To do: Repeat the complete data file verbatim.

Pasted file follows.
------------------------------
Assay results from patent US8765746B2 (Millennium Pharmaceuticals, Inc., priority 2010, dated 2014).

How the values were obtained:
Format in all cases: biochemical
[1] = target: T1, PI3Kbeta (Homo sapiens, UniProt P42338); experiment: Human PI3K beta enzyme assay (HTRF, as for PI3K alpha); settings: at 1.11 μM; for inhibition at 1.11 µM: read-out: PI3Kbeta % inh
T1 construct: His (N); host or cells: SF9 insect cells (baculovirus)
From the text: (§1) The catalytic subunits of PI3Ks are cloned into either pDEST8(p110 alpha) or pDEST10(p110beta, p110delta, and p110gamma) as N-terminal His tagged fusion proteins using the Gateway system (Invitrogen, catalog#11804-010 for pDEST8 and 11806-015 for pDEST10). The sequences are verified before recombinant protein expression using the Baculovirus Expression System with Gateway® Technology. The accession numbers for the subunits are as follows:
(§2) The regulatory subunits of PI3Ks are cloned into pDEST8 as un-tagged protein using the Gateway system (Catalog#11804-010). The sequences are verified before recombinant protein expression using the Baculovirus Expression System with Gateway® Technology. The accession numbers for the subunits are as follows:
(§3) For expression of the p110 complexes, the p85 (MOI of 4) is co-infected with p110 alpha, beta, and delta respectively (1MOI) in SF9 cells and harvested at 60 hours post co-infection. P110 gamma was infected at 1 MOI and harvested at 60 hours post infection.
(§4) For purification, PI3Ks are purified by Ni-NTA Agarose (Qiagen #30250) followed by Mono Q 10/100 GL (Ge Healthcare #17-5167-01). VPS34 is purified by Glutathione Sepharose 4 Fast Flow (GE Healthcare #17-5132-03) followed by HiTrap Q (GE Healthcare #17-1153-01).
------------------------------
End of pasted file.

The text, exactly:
Assay results from patent US8765746B2 (Millennium Pharmaceuticals, Inc., priority 2010, dated 2014).

How the values were obtained:
Format in all cases: biochemical
[1] = target: T1, PI3Kbeta (Homo sapiens, UniProt P42338); experiment: Human PI3K beta enzyme assay (HTRF, as for PI3K alpha); settings: at 1.11 μM; for inhibition at 1.11 µM: read-out: PI3Kbeta % inh
T1 construct: His (N); host or cells: SF9 insect cells (baculovirus)
From the text: (§1) The catalytic subunits of PI3Ks are cloned into either pDEST8(p110 alpha) or pDEST10(p110beta, p110delta, and p110gamma) as N-terminal His tagged fusion proteins using the Gateway system (Invitrogen, catalog#11804-010 for pDEST8 and 11806-015 for pDEST10). The sequences are verified before recombinant protein expression using the Baculovirus Expression System with Gateway® Technology. The accession numbers for the subunits are as follows:
(§2) The regulatory subunits of PI3Ks are cloned into pDEST8 as un-tagged protein using the Gateway system (Catalog#11804-010). The sequences are verified before recombinant protein expression using the Baculovirus Expression System with Gateway® Technology. The accession numbers for the subunits are as follows:
(§3) For expression of the p110 complexes, the p85 (MOI of 4) is co-infected with p110 alpha, beta, and delta respectively (1MOI) in SF9 cells and harvested at 60 hours post co-infection. P110 gamma was infected at 1 MOI and harvested at 60 hours post infection.
(§4) For purification, PI3Ks are purified by Ni-NTA Agarose (Qiagen #30250) followed by Mono Q 10/100 GL (Ge Healthcare #17-5167-01). VPS34 is purified by Glutathione Sepharose 4 Fast Flow (GE Healthcare #17-5132-03) followed by HiTrap Q (GE Healthcare #17-1153-01).